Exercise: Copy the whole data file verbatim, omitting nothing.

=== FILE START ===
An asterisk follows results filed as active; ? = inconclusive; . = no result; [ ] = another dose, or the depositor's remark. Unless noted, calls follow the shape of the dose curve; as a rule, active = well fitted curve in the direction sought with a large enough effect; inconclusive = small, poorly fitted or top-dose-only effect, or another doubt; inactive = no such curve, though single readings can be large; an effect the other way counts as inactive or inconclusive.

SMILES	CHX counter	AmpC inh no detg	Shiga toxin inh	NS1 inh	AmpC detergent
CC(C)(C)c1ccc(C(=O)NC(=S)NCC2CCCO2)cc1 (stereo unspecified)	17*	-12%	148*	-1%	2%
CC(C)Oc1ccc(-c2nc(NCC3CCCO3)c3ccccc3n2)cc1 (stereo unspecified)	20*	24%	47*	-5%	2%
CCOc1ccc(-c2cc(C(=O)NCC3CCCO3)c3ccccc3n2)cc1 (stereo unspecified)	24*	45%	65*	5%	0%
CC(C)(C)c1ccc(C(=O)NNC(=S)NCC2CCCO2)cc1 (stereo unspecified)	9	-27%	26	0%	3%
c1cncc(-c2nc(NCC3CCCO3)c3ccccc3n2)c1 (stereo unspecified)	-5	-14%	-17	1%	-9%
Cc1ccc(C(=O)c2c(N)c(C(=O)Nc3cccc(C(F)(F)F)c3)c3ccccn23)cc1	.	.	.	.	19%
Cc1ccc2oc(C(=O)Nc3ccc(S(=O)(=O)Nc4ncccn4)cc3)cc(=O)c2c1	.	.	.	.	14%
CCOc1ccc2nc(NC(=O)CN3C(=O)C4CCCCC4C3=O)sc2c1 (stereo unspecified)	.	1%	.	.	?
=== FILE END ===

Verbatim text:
An asterisk follows results filed as active; ? = inconclusive; . = no result; [ ] = another dose, or the depositor's remark. Unless noted, calls follow the shape of the dose curve; as a rule, active = well fitted curve in the direction sought with a large enough effect; inconclusive = small, poorly fitted or top-dose-only effect, or another doubt; inactive = no such curve, though single readings can be large; an effect the other way counts as inactive or inconclusive.

SMILES	CHX counter	AmpC inh no detg	Shiga toxin inh	NS1 inh	AmpC detergent
CC(C)(C)c1ccc(C(=O)NC(=S)NCC2CCCO2)cc1 (stereo unspecified)	17*	-12%	148*	-1%	2%
CC(C)Oc1ccc(-c2nc(NCC3CCCO3)c3ccccc3n2)cc1 (stereo unspecified)	20*	24%	47*	-5%	2%
CCOc1ccc(-c2cc(C(=O)NCC3CCCO3)c3ccccc3n2)cc1 (stereo unspecified)	24*	45%	65*	5%	0%
CC(C)(C)c1ccc(C(=O)NNC(=S)NCC2CCCO2)cc1 (stereo unspecified)	9	-27%	26	0%	3%
c1cncc(-c2nc(NCC3CCCO3)c3ccccc3n2)c1 (stereo unspecified)	-5	-14%	-17	1%	-9%
Cc1ccc(C(=O)c2c(N)c(C(=O)Nc3cccc(C(F)(F)F)c3)c3ccccn23)cc1	.	.	.	.	19%
Cc1ccc2oc(C(=O)Nc3ccc(S(=O)(=O)Nc4ncccn4)cc3)cc(=O)c2c1	.	.	.	.	14%
CCOc1ccc2nc(NC(=O)CN3C(=O)C4CCCCC4C3=O)sc2c1 (stereo unspecified)	.	1%	.	.	?